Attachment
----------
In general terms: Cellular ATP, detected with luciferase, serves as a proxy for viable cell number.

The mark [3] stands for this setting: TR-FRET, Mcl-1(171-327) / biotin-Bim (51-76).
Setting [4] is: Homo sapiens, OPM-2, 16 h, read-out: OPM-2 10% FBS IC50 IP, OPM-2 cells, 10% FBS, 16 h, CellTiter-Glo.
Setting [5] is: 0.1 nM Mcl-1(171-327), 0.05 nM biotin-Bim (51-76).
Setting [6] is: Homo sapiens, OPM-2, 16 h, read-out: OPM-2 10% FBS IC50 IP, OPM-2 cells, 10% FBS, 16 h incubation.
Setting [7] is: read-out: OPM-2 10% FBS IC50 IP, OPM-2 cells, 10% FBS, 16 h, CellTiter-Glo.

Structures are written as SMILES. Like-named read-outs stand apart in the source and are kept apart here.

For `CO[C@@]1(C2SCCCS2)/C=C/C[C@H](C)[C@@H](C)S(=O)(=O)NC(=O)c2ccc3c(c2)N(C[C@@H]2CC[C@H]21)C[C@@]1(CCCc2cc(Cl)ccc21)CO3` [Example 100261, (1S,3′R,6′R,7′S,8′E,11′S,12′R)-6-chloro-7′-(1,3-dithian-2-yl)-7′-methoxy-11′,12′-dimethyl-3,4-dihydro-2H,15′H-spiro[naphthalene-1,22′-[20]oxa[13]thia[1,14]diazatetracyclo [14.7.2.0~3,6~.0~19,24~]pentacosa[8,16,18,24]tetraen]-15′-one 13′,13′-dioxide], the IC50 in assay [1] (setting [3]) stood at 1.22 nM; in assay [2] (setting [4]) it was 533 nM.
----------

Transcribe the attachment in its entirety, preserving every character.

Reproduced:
In general terms: Cellular ATP, detected with luciferase, serves as a proxy for viable cell number.

The mark [3] stands for this setting: TR-FRET, Mcl-1(171-327) / biotin-Bim (51-76).
Setting [4] is: Homo sapiens, OPM-2, 16 h, read-out: OPM-2 10% FBS IC50 IP, OPM-2 cells, 10% FBS, 16 h, CellTiter-Glo.
Setting [5] is: 0.1 nM Mcl-1(171-327), 0.05 nM biotin-Bim (51-76).
Setting [6] is: Homo sapiens, OPM-2, 16 h, read-out: OPM-2 10% FBS IC50 IP, OPM-2 cells, 10% FBS, 16 h incubation.
Setting [7] is: read-out: OPM-2 10% FBS IC50 IP, OPM-2 cells, 10% FBS, 16 h, CellTiter-Glo.

Structures are written as SMILES. Like-named read-outs stand apart in the source and are kept apart here.

For `CO[C@@]1(C2SCCCS2)/C=C/C[C@H](C)[C@@H](C)S(=O)(=O)NC(=O)c2ccc3c(c2)N(C[C@@H]2CC[C@H]21)C[C@@]1(CCCc2cc(Cl)ccc21)CO3` [Example 100261, (1S,3′R,6′R,7′S,8′E,11′S,12′R)-6-chloro-7′-(1,3-dithian-2-yl)-7′-methoxy-11′,12′-dimethyl-3,4-dihydro-2H,15′H-spiro[naphthalene-1,22′-[20]oxa[13]thia[1,14]diazatetracyclo [14.7.2.0~3,6~.0~19,24~]pentacosa[8,16,18,24]tetraen]-15′-one 13′,13′-dioxide], the IC50 in assay [1] (setting [3]) stood at 1.22 nM; in assay [2] (setting [4]) it was 533 nM.